Thu Oct 27 22:42:36 CAT 2016

Full impact of drought to filter down to consumers soon, says economist

Jenna Etheridge | 19 February, 2016 15:01
Maize field with silos in the background. File photo.
Image by: Thinkstock Images.

South Africans have not yet felt the full impact of the drought on their pockets, a Grain SA economist told Parliament’s Portfolio Committee on Agriculture, Forestry and Fisheries on Friday.

Wandile Sihlobo said the white maize spot price for this week has risen by 80% year-on-year and that of yellow maize by 45%.

Increases on raw commodity products have not yet fully filtered through to the consumer.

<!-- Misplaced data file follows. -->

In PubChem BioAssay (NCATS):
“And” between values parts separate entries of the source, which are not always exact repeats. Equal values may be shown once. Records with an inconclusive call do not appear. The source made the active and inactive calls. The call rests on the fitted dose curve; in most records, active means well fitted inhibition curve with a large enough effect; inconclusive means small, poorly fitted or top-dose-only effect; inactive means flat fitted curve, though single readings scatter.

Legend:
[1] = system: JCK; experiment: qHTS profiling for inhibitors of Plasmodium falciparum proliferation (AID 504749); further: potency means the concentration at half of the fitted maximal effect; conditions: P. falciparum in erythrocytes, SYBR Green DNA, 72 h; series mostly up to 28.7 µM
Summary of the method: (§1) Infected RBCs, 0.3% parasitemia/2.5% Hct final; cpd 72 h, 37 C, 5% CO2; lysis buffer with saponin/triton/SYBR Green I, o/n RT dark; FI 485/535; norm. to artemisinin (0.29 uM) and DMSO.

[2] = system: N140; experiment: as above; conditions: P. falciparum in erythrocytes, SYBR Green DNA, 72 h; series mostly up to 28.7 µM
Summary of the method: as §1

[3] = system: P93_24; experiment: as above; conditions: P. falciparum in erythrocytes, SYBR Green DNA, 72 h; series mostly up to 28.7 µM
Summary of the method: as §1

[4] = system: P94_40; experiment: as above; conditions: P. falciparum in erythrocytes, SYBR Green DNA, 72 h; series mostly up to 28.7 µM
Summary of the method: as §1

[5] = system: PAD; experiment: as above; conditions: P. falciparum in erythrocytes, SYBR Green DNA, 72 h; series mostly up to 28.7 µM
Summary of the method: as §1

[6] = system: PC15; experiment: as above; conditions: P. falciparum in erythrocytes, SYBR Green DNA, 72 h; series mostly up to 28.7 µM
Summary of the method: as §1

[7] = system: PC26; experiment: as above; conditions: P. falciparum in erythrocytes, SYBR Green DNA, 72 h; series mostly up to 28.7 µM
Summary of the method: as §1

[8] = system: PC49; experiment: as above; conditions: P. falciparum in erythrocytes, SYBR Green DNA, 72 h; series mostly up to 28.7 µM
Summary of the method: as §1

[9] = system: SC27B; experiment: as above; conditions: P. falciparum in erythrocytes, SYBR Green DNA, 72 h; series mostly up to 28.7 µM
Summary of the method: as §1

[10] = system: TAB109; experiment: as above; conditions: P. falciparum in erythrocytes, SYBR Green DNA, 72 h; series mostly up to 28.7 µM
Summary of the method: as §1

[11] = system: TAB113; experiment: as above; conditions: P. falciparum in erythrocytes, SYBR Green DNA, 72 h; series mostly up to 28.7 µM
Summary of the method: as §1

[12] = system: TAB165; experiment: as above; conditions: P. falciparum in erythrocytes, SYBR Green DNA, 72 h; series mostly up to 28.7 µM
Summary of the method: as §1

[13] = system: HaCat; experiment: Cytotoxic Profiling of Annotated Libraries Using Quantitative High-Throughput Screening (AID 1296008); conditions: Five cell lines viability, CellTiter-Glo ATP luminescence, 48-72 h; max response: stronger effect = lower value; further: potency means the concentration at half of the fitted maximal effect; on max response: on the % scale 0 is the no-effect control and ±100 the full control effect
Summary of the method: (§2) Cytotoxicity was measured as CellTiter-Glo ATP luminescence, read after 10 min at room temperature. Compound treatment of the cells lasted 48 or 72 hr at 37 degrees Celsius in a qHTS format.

“For now, people have been living in a good way compared to the situation on the raw commodity side. In a month or so, people will start to react.”

Sihlobo disclosed that the country would have to import about 7.3 million tons of grain to April 2017, based on preliminary estimates.

Of this, maize made up 3.8 million tons, wheat 2 million tons and rice 900 000 tons.

Grain SA CEO Jannie de Villiers said it is important to make sure the country has surpluses.

“The gap between having a shortage and surplus is 75% [difference] in food prices, so we can’t afford it as a country to have a shortage of maize.”

Low food prices increase stability in the country.

“We remember the Arab Spring. Somebody asked me if we are heading for the Rainbow Spring down here in South Africa. We can overcome the drought together and take the industry forward. The farmers are very positive that we can do that,” said De Villiers.

Source: News 24


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